It's an enjoyable show put together by two Englishmen, Alan Janes (book) and Rob Bettinson (director), who were motivated primarily by their love for the music of Buddy Holly. I found the simple tribute affecting both times I saw it (yes, it's that good - and I didn't even like Buddy Holly music beforehand).
Virtually the entire audience, ranging from the very young to the middle-aged young-at-heart were, by the end, spontaneously on their feet rocking out to the exhilaratingly executed rhythms and clamoring for encores. I have yet to see a group of people, spanning the generations, made so happy by a piece of theater.
There are also a healthy number of more subdued new works doing well here at the moment.
``Shadowlands,'' by William Nicholson, for example, at the Queens Theater, is a thoughtful and intelligent account of the real-life relationship between British writer C.S. Lewis and Joy Davidman, an American woman whom Lewis eventually married.
The play centers on Lewis, a kindly man but one who is profoundly awkward with women. Ironically, his awkwardness dissipates only when Joy, with whom he has had a long, touching friendship, is stricken by illness. Feeling both ecstatic fulfillment and acute misery at the prospect that his new-found happiness may soon be snatched away, Lewis, though a committed Christian, finds himself questioning his faith and the nature of God. Shortly afterward, Joy dies.
HER son, Douglas, by a previous marriage, recently wrote of ``Shadowlands'' that it ``comes closer to the truth'' about his mother and stepfather than anything else previously written and further praises it for bringing out an essential point: that Joy's death taught Lewis ``something he had yet to learn; that in the very deepest despair there is hope and when, by grief, the entire universe is suddenly emptied, there is God.''
Much-loved British actor Nigel Hawthorne (Lewis) is, by turns, both endearingly droll and moving, while Tony Award-winning American actress Jane Alexander (Joy) provides an inspired match. Americans will be able to catch the two in ``Shadowlands'' when it opens at New York's Brooks Atkinson Theater on Nov. 11.
These days the nature of God and faith is topical. Another new work, ``Racing Demons,'' by highly acclaimed British playwright David Hare - in repertoire at the Royal National Theater (RNT) - also has that subject at its heart. The show, which snapped up this year's Olivier Award for Best Play of the Year, takes a shrewd look at the Church of England today, juxtaposing its staid, diminishing appeal with the evangelical movement's more dynamic method of drawing in the masses. Neither is left unscathed. Various styles of Christian conviction are explored with perspicacious humor and insight. Richard Eyre, the RNT's artistic chief, directs this small gem, with perfect precision.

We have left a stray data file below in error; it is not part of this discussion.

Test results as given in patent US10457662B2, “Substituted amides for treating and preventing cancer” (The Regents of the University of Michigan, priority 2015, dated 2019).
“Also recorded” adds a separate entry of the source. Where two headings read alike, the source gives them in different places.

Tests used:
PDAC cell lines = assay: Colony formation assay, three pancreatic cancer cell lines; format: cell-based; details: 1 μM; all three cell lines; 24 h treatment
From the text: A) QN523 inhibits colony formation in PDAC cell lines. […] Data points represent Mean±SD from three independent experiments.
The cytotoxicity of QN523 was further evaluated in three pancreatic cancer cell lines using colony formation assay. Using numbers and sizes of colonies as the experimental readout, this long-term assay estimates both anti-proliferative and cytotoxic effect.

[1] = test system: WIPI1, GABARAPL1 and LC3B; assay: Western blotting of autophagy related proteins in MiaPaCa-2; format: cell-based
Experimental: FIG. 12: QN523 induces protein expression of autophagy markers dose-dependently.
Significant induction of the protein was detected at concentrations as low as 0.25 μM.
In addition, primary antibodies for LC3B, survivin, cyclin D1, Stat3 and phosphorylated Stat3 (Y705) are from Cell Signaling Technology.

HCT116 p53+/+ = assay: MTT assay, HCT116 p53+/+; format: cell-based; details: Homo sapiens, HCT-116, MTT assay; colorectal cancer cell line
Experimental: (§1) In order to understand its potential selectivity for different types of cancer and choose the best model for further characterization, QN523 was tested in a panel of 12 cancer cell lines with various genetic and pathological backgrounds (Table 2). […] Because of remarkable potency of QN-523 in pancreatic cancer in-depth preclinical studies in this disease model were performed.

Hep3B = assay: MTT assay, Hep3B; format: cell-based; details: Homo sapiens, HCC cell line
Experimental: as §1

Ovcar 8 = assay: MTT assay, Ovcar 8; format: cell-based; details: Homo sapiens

Undoubtedly, the predominant trend in British drama today is toward exploring larger social issues. Hare's play, rather than being personally introspective - which is more the American style - does just this. ``Man of the Moment,'' at the Globe Theater, from the prolific pen of Alan Ayckbourn (who also directs), is another apt example.
AYCKBOURN has long been the king of British stage comedy, but his works are gradually developing a darker edge. In this vein, ``Man of the Moment'' is perhaps his most artistically successful play to date. It deals with two men whose paths crossed many years earlier - one a quondam bank robber, the other a momentary hero who thwarted the gun-wielding crook in action.
They come face-to-face for a second time for the sake of a TV special. Over the years, the ex-robber has become a prosperous media star, while the other man, of touchingly humble character and means, has been swallowed up by obscurity. The play gradually unfolds as an ingenious expos'e of today's TV-fashioned values in which people, sometimes of questionable character can become rich and famous because they project engaging media personalities, while others who are inherently good and kind often go unrewarded. ``Man of the Moment'' is a deeply funny, but, ultimately, rather disturbing work.
As for noteworthy classic revivals, the RNT has two glittering offerings: ``Richard III,'' starring Ian McKellen, and ``King Lear,'' both currently on a worldwide tour., using the same cast with, in the latter, the formidable Brian Cox filling the title role The shows provide bold interpretations, particularly so in ``Richard III,'' where the production takes on a modern fascist flavor. McKellen is in peak form.
But the cachet of the most exciting actor in the West End right now must surely go to Derek Jacobi in Sartre's ``Kean.'' His coruscating wit, verve, and breathtaking versatility in this deft comedy based on the lovelorn life of flamboyant 19th-century English thespian Edmund Kean is well worth beating a track to the Old Vic Theater for. If any performance deserves to be Broadway-bound, it is this.